Squatters' rights to property

A long-term squatter can become the registered owner of property or land they’ve occupied without the owner’s permission.

Get legal advice from a conveyancer or solicitor if you’re a squatter in a property and want to claim ownership.

Who can apply

You can apply if you can prove:

  • you, or a succession of squatters, have occupied the property continuously for 10 years (12 years if it’s not registered with HM Land Registry)
  • you (or your predecessors) acted as owners of the property for the whole of that time
  • you (or any of your predecessors) did not have the owner’s permission, for example the property was not originally rented to a squatter

If the property’s registered

Fill in a form for adverse possession.

Complete and sign a written ‘statement of truth’, or get a solicitor to prepare this for you.

Send your form and statement to the HM Land Registry Citizen Centre.

HM Land Registry
Citizen Centre
PO Box 74
GL14 9BB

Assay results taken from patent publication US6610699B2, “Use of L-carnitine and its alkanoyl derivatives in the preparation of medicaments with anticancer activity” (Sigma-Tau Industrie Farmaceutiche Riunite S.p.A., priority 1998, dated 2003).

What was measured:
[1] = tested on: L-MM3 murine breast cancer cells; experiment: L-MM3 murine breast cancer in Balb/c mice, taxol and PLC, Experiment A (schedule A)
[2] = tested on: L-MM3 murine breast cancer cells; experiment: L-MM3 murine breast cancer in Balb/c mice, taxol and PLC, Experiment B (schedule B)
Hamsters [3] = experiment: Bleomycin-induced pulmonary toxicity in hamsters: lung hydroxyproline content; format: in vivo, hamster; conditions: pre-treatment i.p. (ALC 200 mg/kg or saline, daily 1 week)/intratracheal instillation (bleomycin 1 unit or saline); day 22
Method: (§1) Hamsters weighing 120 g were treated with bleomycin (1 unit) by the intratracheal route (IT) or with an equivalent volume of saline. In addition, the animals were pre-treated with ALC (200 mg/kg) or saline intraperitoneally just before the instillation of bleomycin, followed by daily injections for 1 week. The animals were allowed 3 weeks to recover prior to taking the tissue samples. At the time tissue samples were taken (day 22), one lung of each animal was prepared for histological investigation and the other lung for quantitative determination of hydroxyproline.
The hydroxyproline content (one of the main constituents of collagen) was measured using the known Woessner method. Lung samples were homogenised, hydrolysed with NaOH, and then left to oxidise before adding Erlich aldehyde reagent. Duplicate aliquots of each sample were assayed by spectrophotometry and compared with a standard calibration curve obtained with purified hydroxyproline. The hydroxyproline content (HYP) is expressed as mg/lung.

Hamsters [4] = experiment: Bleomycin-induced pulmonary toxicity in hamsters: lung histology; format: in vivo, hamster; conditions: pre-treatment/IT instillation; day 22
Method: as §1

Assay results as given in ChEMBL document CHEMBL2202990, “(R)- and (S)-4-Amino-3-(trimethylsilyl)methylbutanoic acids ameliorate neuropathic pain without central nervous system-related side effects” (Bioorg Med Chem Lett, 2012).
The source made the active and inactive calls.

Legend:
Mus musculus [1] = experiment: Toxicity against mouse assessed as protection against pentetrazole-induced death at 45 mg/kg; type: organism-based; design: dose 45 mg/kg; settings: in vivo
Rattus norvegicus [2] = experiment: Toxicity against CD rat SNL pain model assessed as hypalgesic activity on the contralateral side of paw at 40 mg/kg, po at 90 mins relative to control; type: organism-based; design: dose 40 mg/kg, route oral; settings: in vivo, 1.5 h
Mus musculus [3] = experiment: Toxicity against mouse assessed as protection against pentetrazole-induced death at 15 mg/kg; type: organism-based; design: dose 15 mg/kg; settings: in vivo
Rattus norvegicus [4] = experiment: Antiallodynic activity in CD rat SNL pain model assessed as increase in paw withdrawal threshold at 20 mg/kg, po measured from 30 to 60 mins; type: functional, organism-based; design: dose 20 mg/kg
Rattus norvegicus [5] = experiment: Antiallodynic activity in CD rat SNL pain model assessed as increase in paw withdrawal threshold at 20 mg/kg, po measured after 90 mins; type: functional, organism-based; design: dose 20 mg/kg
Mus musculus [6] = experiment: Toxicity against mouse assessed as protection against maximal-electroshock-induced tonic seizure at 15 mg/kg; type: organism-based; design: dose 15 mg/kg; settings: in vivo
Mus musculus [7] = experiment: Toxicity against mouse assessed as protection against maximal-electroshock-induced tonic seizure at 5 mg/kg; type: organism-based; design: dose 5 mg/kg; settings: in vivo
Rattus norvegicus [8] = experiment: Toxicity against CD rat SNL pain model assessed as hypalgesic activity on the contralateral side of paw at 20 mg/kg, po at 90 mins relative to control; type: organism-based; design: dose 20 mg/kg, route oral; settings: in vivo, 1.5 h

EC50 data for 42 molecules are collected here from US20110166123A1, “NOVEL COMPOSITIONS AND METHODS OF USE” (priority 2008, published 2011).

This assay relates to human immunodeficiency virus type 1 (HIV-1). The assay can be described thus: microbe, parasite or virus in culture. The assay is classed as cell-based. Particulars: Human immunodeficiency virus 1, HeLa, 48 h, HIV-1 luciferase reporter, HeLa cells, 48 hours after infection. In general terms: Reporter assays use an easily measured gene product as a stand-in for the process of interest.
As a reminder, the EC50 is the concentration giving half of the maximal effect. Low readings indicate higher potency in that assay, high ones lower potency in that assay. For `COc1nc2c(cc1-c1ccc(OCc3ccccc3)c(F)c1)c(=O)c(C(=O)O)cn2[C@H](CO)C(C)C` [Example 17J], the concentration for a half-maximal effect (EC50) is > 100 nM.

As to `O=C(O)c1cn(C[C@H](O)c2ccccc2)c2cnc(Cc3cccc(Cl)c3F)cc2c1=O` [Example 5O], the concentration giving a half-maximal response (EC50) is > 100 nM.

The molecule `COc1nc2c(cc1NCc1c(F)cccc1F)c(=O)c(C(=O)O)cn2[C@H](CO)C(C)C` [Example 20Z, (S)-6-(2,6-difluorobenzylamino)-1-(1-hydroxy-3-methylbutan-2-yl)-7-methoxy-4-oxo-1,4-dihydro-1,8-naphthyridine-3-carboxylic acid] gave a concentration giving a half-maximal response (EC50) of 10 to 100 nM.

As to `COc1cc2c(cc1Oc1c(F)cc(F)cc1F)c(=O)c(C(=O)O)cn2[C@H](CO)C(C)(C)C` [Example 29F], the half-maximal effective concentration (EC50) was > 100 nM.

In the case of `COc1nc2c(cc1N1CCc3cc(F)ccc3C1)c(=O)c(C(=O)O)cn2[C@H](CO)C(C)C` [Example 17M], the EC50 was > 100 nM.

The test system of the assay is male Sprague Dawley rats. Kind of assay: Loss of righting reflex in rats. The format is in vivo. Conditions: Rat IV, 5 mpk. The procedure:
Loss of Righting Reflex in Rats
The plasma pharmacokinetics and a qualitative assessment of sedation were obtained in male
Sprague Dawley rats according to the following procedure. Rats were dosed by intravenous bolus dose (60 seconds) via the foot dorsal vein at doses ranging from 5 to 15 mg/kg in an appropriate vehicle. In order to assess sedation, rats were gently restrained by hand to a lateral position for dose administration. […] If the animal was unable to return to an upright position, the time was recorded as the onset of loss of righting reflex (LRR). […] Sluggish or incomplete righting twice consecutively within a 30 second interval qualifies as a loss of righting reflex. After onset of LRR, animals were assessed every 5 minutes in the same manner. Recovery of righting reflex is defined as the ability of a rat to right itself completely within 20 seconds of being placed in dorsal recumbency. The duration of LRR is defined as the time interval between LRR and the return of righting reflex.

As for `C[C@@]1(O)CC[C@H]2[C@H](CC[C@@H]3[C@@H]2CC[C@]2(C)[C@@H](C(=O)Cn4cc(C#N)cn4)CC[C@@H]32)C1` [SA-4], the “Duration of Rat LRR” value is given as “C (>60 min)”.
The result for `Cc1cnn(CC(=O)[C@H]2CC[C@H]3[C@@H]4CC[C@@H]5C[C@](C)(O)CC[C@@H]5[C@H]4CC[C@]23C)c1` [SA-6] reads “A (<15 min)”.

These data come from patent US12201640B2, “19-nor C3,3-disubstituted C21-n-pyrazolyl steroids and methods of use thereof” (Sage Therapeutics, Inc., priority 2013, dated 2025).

HM Land Registry will decide if your application is valid and will let the property owner know. The owner has 65 days to object - your application will usually be automatically rejected if they do.

You’ll be registered as the owner of the property if there’s no objection.

You can apply again after 2 years if:

  • the owner has not tried to remove you
  • the property has not been reclaimed
  • you’re still in possession of the property

HM Land Registry will usually then register you as the owner.

If the property’s unregistered

Complete and sign a written ‘statement of truth’, or get a solicitor to prepare this for you.

Apply for first registration - include your statement with your application.

HM Land Registry will:

  • inspect the property - you must pay a fee for this
  • decide if your application is valid
  • let the property owner know, if they have their details

You can try to come to an agreement with the owners if they object. HM Land Registry will arrange a tribunal to decide who owns the property if you cannot agree or do not want to.

You may have to pay the costs of the owner, such as their reasonable legal fees, no matter what the outcome.